- HAB Rules Outreach Webinar Recording
- Overview of Public Water System Harmful Algal Blooms Rules - Questions and Answers
Information for Partner Agencies
- Summary of Ohio's new HAB Rules and Drinking Water Response Strategy for Health Departments
- State of Ohio Harmful Algal Bloom Seminar for Local Partners
To learn more about HABs, check out the list of key references below or visit ohioalgaeinfo.com.
Ohio HAB Information
- HAB Be Aware Brochure
- HABs in Ohio Waters Brochure
- HABs in Ohio Waters Poster
- Algaecide Application Fact Sheet (Ohio EPA)
- Reference for public water systems interested in applying algaecides to their reservoirs
- Algae in Ponds Fact Sheet (Ohio Department of Health)
- Cyanobacteria Fact Sheet (Ohio Department of Health)
- Cyanobacteria and Cyanotoxins: Information for Drinking Water Systems (U.S. EPA)
- Distribution System Monitoring Fact Sheet (Ohio EPA)
- Generalized Cyanotoxin Treatment Optimization Recommendations (Ohio EPA)
- Impacts of Climate Change on the Occurrence of Harmful Algal Blooms (U.S. EPA)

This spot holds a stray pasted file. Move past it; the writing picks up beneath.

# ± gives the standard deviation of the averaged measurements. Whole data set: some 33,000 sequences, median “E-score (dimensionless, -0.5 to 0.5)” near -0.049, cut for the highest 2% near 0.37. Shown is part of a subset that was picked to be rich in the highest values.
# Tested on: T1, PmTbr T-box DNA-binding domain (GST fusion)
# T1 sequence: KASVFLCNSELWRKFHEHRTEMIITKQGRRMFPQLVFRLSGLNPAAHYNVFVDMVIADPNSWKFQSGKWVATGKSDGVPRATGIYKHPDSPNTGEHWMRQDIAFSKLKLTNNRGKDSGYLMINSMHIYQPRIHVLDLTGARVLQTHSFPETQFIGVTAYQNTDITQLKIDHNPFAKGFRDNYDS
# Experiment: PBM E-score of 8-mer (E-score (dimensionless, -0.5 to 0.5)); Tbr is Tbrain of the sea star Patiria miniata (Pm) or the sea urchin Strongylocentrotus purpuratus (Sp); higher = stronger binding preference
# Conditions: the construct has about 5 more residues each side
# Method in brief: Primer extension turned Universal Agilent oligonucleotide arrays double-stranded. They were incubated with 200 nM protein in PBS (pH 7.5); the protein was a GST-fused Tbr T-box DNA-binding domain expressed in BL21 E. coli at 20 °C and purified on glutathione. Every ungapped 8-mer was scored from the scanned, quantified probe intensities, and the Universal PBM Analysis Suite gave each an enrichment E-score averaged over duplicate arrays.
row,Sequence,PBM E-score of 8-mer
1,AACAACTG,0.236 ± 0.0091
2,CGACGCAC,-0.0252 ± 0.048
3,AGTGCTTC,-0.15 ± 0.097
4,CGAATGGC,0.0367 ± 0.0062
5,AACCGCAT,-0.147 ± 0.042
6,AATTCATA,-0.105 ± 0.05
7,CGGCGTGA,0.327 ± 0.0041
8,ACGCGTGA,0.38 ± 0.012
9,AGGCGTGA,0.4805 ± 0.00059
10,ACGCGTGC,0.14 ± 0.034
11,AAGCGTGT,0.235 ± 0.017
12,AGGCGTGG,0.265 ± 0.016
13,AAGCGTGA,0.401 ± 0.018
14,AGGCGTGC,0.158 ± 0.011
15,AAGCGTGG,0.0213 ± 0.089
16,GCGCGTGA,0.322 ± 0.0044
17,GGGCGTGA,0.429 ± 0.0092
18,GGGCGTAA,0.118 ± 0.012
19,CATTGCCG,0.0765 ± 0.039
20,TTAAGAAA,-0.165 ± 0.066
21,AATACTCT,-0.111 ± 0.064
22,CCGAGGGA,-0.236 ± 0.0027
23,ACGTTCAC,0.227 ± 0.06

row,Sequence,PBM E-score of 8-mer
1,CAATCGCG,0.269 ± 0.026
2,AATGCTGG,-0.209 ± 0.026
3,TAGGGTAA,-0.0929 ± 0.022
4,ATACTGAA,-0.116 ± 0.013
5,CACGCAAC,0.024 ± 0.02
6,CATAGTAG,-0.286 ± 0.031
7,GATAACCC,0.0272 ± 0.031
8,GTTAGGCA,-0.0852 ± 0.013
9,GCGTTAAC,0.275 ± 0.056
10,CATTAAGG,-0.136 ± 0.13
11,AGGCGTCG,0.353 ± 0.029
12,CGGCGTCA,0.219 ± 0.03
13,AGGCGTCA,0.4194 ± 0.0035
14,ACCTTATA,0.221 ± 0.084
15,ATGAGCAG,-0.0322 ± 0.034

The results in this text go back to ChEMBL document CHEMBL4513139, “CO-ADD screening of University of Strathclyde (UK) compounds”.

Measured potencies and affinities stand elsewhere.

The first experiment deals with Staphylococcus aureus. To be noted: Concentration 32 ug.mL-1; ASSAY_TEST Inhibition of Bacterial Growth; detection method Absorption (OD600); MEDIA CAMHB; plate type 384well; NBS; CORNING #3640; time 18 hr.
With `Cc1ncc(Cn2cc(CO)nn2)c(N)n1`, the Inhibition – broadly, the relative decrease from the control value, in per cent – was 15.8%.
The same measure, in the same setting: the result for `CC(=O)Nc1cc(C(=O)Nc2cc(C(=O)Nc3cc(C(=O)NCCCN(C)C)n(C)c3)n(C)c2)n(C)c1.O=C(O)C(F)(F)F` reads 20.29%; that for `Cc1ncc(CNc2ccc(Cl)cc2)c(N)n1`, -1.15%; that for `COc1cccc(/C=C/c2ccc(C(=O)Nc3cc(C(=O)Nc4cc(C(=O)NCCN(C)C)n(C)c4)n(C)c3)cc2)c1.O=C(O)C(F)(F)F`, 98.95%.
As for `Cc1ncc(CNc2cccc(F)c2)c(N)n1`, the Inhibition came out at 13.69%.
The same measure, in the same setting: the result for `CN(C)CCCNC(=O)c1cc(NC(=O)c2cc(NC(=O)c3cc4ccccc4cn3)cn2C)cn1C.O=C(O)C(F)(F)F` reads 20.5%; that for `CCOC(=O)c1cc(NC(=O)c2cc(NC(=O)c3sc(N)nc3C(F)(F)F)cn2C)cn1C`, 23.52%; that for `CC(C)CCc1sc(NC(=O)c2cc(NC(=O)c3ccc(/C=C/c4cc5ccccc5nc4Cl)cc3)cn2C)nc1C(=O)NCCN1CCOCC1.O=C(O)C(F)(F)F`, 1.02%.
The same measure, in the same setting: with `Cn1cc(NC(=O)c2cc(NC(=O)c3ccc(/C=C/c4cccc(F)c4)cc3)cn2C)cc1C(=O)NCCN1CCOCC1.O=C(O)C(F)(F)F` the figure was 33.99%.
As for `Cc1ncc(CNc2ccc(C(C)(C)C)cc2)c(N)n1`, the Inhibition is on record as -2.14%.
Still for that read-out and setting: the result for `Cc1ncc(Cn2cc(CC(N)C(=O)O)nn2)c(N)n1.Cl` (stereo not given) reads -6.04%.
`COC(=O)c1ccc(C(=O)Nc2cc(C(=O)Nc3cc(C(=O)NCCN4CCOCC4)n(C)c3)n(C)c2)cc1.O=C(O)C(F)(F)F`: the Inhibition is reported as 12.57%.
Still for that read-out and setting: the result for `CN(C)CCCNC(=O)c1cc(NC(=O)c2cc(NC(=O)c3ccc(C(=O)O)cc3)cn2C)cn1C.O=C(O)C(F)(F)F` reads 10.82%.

- Public Water System Harmful Algal Bloom Response Strategy (2020)
- Ohio HAB Response Strategy for Recreational Waters
- Ohio Algae Information for Recreational Waters
- Algal Toxin Analysis Options
- ODH Public Health Guidance
U.S. and World HAB Information
- Recommendations for Public Water Systems to Manage Cyanotoxins in Drinking Water
- Drinking Water Standards and Regulatory Support for Microbiological Contaminants
- Harmful Algal Blooms and Cyanobacteria
- Harmful Algal Blooms and Drinking Water Treatment
World Health Organization (WHO)
- World Health Organization home page
- WHO, 1999. Toxic Cyanobacteria in Water: A Guide to their Public Health Consequences, Monitoring and Management
- WHO, 2003. Guidelines for Safe Recreational Water Environments, Vol. 1, Coastal and Fresh Water
- WHO, 2004. Microcystin LR in Guidelines for Drinking-Water Quality, Chemical
U.S. Geological Survey
- U.S. Geological Survey Kansas Algal Toxins Research Team
- Graham, J, Loftin, K., Meyer, M., Ziegler, A., 2010. Cyanotoxin Mixtures and Taste-and-Odor Compounds in Cyanobacterial Blooms from the Midwestern United States, Environmental Science and Technology
- Graham, J., Loftin, K., Ziegler, A., and Meyer, M., 2008. Guidelines for design and sampling for cyanobacterial toxin and taste-and-odor studies in lakes and reservoirs, U.S. Geological Survey Scientific Investigations Report 2008-5038
Water Research Foundation
- Water Research Foundation home page
- Algae: Source to Treatment (M57), 2010
- Removal of Algal Toxins From Drinking Water Using Ozone and GAC, 2002
- Reservoir Management Strategies for Control and Degradation of Algal Toxins, 2009